Re: [carfree_cities] high-speed rail: where do we put it?
- Jim Dyer said:
(gee, I was just beginning to think that traffic on the list
had almost stopped!)
>=v= What we need truly high-speed rail for (think TGV) is toSeveral corridors have long been identified, and all of them
>replace airline traffic. Chicago and L.A.'s airports are far
>too busy, and in San Francisco it's so out of hand they're
>planning to fill in the Bay to make more runways. There are so
>many trips from San Fran to L.A. that it's insane *not* to put
>in high-speed rail there. Chicago to the East Coast also comes
probably make sense. Let's start with SF-LA, where there is
indeed an outrageous amount of air traffic.
>=v= Uh, if the stops are not that far away, there's less needI think the meaning was, "the stations are in downtown."
The distances between cities are just right for high-speed
service. Accela is still pretty pokey.
>There's also smart scheduling going on so that oneMan, what a way to travel. It's how business was done in the
>can hop into a sleeper car in the evening and arrive in a city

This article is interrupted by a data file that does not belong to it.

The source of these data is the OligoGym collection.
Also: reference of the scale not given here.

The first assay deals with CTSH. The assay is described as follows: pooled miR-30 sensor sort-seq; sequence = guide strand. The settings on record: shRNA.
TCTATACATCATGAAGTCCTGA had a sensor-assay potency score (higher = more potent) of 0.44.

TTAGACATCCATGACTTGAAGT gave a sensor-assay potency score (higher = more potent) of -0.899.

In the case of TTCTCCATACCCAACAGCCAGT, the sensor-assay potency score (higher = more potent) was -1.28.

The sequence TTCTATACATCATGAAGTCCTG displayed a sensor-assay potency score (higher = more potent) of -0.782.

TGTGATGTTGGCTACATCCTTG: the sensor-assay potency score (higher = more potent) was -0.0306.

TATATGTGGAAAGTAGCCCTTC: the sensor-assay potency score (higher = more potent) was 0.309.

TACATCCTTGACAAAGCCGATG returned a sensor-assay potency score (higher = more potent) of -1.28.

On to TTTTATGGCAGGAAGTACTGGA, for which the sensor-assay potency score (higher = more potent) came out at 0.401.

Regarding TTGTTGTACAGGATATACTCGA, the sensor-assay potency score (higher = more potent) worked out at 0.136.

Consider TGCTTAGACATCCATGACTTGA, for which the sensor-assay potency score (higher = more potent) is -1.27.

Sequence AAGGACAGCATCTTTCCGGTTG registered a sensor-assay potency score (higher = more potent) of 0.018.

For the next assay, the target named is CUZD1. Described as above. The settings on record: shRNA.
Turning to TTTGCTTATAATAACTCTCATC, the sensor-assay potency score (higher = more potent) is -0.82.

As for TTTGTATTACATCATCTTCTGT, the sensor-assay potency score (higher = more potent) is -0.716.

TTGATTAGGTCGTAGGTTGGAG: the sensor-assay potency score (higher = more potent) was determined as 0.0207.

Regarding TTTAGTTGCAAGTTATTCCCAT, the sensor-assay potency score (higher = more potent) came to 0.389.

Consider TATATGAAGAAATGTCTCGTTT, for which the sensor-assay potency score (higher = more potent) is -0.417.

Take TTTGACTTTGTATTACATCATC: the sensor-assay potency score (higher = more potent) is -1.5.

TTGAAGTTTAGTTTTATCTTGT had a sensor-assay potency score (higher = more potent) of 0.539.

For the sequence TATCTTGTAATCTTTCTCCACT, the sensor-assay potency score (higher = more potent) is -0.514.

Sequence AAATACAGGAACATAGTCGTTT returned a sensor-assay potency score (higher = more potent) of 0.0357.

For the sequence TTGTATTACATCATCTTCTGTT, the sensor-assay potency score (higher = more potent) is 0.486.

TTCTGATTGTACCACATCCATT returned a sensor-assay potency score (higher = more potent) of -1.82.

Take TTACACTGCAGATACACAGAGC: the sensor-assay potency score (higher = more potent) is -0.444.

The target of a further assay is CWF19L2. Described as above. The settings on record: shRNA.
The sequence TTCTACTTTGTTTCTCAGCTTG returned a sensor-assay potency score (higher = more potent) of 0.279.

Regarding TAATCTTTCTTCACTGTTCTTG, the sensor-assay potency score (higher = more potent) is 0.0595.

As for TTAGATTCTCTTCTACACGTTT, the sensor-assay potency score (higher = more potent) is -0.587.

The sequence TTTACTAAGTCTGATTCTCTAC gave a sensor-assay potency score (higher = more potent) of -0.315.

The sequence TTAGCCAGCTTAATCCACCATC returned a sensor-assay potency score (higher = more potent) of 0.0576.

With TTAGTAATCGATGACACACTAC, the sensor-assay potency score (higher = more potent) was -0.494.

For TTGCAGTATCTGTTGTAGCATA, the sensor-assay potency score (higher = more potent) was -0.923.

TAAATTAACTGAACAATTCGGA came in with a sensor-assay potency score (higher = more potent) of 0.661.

>in time for a business meeting the next day, which makes the
>journey competitive with the cost and time of flying and staying
>in hotels. (I just did something like that from New York to
>Chicago, but the schedule doesn't work very well in the other
US (probably Europe, too) until flying took over. With good
equipment, it's a fine way to move around. I once took the
train from Vancouver to Toronto (3.5 days!) and had a great
trip. Still, that's awfully slow, if incredibly pretty.
>=v= There's still too much shuttle airline traffic, and all itsBoston-Atlanta must be nearly 1000 miles. While that's feasible
>attendant fuel consumption and pollution, along the East Coast.
>The high-speed Acela trains could supplant some of that if only
>they had high-speed tracks to run on. High-speed rail could
>also provide good express service for the cities that are at
>the extremes, e.g. from Boston to Atlanta.
at 300 MPH, it's still quite a long trip. I don't really think
300 MPH is going to be achieved. The fastest trains in service
in France are 350 KILOMETERS/hour. That's "only" about 220 MPH.
The French tested a train at about 300 MPH, but I'll be the noise
was extreme. Even maglev is going to be noisy at that speed,
just from air turbulence.
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J.H. Crawford Carfree Cities